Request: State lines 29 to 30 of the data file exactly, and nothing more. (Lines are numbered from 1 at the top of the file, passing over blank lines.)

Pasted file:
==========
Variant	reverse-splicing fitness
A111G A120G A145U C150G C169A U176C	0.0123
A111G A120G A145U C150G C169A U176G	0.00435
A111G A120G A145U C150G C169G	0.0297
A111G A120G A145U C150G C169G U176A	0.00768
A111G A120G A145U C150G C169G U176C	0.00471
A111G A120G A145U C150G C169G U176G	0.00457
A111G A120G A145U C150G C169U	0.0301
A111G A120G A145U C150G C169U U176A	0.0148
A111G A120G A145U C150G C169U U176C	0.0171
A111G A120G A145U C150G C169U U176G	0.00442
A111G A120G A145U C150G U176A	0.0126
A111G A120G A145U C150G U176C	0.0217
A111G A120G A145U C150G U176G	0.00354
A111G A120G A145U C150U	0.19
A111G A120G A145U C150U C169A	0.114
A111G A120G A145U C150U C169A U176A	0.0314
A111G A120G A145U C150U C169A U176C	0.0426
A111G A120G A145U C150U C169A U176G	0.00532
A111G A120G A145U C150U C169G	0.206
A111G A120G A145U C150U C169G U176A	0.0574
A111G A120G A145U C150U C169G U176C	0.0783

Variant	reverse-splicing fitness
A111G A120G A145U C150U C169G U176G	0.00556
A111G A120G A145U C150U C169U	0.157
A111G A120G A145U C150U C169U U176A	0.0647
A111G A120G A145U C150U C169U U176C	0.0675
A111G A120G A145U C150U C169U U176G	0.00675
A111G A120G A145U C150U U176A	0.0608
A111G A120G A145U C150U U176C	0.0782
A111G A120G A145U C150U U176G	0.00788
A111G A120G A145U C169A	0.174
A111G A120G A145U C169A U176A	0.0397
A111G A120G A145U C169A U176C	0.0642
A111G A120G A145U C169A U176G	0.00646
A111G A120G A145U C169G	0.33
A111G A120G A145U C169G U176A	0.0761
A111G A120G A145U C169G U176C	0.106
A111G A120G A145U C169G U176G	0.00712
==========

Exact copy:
A111G A120G A145U C150U U176A	0.0608
A111G A120G A145U C150U U176C	0.0782